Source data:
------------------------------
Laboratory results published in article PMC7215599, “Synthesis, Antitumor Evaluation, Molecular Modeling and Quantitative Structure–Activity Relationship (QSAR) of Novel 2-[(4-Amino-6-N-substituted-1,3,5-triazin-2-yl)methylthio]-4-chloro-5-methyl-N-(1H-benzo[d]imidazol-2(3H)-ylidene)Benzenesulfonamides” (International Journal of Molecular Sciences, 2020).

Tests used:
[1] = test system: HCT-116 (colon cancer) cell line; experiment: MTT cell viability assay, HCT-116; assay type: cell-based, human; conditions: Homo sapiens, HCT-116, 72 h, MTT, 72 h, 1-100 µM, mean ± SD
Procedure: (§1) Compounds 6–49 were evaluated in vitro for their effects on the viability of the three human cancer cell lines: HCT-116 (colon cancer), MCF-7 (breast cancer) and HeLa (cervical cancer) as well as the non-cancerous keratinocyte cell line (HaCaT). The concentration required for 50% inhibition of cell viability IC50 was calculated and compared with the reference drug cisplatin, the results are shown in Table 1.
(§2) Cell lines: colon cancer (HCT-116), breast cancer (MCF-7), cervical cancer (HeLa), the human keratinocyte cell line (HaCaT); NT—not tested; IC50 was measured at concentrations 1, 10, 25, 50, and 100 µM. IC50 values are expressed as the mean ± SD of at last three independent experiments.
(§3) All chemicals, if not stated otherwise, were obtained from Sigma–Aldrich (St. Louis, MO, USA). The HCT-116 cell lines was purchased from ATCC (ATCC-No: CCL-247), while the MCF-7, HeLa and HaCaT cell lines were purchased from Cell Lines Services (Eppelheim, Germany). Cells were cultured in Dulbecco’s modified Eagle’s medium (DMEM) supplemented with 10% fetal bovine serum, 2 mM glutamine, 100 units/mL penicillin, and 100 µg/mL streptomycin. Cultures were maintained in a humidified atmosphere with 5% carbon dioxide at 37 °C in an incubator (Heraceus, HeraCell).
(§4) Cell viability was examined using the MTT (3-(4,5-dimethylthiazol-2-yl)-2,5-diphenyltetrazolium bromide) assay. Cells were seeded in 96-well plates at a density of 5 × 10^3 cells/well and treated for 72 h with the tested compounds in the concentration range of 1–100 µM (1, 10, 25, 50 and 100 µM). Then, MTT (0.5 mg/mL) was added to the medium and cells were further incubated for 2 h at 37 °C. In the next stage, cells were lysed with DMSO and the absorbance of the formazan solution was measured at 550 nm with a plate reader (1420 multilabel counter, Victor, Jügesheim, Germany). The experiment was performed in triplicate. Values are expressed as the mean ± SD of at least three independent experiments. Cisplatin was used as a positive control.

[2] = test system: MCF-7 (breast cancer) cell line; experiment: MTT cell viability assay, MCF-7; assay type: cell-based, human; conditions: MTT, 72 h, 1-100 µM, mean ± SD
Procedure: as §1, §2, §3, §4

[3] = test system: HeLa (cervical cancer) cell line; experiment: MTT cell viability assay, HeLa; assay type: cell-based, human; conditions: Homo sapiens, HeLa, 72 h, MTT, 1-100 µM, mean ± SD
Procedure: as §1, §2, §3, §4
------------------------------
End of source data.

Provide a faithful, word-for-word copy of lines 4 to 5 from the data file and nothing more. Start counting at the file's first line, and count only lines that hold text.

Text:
Procedure: (§1) Compounds 6–49 were evaluated in vitro for their effects on the viability of the three human cancer cell lines: HCT-116 (colon cancer), MCF-7 (breast cancer) and HeLa (cervical cancer) as well as the non-cancerous keratinocyte cell line (HaCaT). The concentration required for 50% inhibition of cell viability IC50 was calculated and compared with the reference drug cisplatin, the results are shown in Table 1.
(§2) Cell lines: colon cancer (HCT-116), breast cancer (MCF-7), cervical cancer (HeLa), the human keratinocyte cell line (HaCaT); NT—not tested; IC50 was measured at concentrations 1, 10, 25, 50, and 100 µM. IC50 values are expressed as the mean ± SD of at last three independent experiments.